AfterMASH Episode Spotlight: Madness to His Method

I’m reviewing every episode of AfterMASH, in original broadcast order, and asking fans to add their memories and opinions.

“Madness to His Method” (#27, 2×05)
Originally Broadcast: Tuesday, October 16th, 1984 from 8-8:30PM ET
Written by Tom Straw
Directed by Burt Metcalfe

TV Guide Summary

N/A

The Hartford Courant Summary

Klinger is trying to stay out of jail.

Review

Potter writes a letter to Sidney Freedman, telling him everything that’s going on with Klinger. This is the third AfterMASH episode to feature a character writing a letter. Potter wrote to Klinger in the series premiere (“September of ’53”) and Klinger wrote to Radar in “Yours Truly, Max Klinger” partway through Season 1.

Still from the AfterMASH episode Madness to His Method showing Kilnger and Potter.

Klinger asks Potter to put in a good word with the new psychiatrist.

There are a number of storylines running through the episode. Klinger worries about General General’s new female psychiatrist, Dr. Boyer attempts to flirt with the new female psychiatrist, Potter tries to help a patient he operated on in Korea who refuses to speak, Wally Wainright upgrades the cafeteria menu in the hopes of keeping the patients calm, and Soon-Lee worries about Klinger.

To Be Continued…

As was often the case with “letter home” episodes on M*A*S*H, there’s just too much going on in this episode. Klinger’s storyline is solid, although I’m not thrilled to see him wearing costumes and impersonating people again.

The new psychiatrist is a breath of fresh air. She easily sees through Klinger’s scams. She’s convinced he’s sane but she’s still worried about him. What’s more, she’s strong-willed and easily stands up to Dr. Boyer. Literally. She stands up in the tub in the hydrotherapy room, covered only in suds, and scares Dr. Boyer away.

Still from the AfterMASH episode showing Dr. Lenore Dudziak.

Dr. Lenore Dudziak scares off Dr. Boyer.

I like Potter’s storyline, too. He makes an impassioned speech in the hopes of getting through to his patient:

“Damn it, man. Why are you doing this to yourself? Korea’s over. Don’t let it kill you now. We want to help you but you’ve gotta speak up. Talk to me. I was there, I saw it too. You can’t give up. You can’t. If you’re hurt, cry. If you’re mad, make some noise. Do something. Anything. But don’t give up.”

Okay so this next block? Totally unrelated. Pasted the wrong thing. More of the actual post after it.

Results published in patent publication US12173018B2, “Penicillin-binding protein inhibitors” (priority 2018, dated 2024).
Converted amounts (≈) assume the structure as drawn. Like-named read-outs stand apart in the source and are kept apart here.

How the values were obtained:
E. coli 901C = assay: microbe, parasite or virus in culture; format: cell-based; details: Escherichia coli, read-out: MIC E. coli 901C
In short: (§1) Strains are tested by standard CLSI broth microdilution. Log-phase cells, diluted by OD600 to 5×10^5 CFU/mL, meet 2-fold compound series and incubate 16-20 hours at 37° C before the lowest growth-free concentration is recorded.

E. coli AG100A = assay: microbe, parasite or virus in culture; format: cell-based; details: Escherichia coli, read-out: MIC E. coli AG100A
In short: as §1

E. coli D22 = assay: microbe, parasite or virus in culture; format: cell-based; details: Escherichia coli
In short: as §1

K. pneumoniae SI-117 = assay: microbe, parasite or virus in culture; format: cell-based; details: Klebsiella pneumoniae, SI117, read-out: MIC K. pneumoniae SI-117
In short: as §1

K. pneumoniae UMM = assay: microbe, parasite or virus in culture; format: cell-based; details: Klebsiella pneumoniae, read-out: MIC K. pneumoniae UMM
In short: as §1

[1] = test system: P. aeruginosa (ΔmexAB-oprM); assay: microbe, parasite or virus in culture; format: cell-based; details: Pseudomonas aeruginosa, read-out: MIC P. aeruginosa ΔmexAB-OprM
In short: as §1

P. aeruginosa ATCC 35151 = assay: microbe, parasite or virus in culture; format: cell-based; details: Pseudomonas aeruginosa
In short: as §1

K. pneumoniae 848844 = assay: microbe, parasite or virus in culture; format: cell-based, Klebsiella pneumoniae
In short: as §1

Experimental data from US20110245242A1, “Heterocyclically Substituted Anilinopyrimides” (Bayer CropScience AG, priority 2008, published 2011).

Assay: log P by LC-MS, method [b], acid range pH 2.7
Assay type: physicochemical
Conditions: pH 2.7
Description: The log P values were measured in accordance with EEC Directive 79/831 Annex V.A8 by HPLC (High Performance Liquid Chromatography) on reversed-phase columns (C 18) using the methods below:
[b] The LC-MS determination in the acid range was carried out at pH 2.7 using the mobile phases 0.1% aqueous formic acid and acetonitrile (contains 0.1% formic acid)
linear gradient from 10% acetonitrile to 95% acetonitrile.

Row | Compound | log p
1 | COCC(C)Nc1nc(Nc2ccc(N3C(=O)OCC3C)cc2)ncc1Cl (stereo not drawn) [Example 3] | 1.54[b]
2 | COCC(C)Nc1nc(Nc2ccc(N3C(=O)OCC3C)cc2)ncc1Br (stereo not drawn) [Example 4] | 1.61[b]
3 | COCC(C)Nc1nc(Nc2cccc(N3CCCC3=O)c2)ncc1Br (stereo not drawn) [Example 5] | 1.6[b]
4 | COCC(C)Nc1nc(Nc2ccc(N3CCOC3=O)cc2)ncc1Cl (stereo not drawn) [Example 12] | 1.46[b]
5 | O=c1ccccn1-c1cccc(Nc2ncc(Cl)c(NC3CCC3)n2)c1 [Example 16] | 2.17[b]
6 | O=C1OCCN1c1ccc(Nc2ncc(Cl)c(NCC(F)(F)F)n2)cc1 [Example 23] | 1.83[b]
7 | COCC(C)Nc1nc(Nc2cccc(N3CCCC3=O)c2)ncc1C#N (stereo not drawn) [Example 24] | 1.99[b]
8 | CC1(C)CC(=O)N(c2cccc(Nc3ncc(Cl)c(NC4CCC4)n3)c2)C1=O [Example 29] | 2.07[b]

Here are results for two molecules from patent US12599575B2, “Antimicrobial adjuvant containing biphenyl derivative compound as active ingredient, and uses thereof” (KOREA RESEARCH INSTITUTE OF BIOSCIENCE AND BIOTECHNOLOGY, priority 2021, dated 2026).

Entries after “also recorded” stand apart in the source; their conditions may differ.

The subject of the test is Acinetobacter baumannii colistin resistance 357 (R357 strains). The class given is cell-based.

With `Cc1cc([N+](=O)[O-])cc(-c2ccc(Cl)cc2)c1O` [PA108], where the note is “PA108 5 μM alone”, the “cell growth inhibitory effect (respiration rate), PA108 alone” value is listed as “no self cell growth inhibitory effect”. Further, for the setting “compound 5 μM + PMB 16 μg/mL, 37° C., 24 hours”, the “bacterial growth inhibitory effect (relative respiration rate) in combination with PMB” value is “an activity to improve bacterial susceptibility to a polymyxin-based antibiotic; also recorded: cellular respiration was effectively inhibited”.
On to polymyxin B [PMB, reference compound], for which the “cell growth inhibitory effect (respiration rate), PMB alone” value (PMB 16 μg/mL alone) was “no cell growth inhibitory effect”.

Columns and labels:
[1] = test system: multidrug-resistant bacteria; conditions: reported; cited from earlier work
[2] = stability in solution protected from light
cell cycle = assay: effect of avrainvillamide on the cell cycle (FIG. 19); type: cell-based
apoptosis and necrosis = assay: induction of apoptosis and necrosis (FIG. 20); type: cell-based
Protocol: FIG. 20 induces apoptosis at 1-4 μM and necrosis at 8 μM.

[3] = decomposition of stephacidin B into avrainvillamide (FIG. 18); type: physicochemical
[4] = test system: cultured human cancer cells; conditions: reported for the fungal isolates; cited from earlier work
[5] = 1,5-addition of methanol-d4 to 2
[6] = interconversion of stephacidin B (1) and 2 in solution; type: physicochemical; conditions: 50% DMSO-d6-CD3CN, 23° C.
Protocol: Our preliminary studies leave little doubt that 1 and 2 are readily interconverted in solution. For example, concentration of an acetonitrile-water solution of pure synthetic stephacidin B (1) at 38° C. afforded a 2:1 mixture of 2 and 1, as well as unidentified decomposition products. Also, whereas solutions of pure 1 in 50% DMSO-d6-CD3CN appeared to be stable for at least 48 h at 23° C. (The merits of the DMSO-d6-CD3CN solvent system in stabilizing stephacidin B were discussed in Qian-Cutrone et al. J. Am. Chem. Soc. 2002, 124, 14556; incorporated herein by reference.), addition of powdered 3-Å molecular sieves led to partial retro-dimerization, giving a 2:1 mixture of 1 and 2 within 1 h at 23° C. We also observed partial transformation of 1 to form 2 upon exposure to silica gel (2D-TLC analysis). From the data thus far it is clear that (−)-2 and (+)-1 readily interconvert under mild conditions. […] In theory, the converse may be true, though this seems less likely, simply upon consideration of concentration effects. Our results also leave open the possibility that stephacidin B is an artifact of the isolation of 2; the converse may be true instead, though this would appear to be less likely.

The speech doesn’t work but a food fight in the cafeteria does.

Father Mulcahy makes a few appearances but isn’t heavily involved in any of the storylines. Likewise, Alma Cox, Wally Wainright, and Mildred each show up briefly. Soon-Lee is only in one very short scene.

Notes

New recurring character Dr. Lenore Dudziak, played by Wendy Girard, makes her debut in this episode.

Sidney Freedman is working at the University of Chicago.

References to the 4077th

Potter’s storyline connects directly to the 4077th. Klinger thinks he recognizes one of his fellow psychiatrist ward resident from the 4077th. Potter checks and, sure enough, the patient was at the 4077th. It was Potter who sewed him up.

In his letter to Sidney, Potter mentions the 4077th’s 98% recovery rate. He also asks if Sidney was at the 4077th the night Klinger hopscotched through the minefield.

M*A*S*H Connections

This is the 11th of 13 episodes directed by Burt Metcalfe.

3 Comments

  • Doc Funnypants says:

    I noticed Tom Straw wrote this episode. He’s the same man who was an executive story editor and later producer on “Night Court” which was created by one-time “M*A*S*H” writer Reinhold Weege. As it turned out, at least thirty people who worked on or appeared on that show also have connections to “Night Court”.

    • Penguinphysics says:

      I might be mis-remembering this, but wasn’t Tom Straw the name of the blinded soldier (a high school English teacher, if memory serves) from the episode Out Of Sight, Out Of Mind?

      • Doc Funnypants says:

        You’re correct about that being the name of Tom Sullivan’s character. IMO, an unlikely gem of a performance from an inspirational man.

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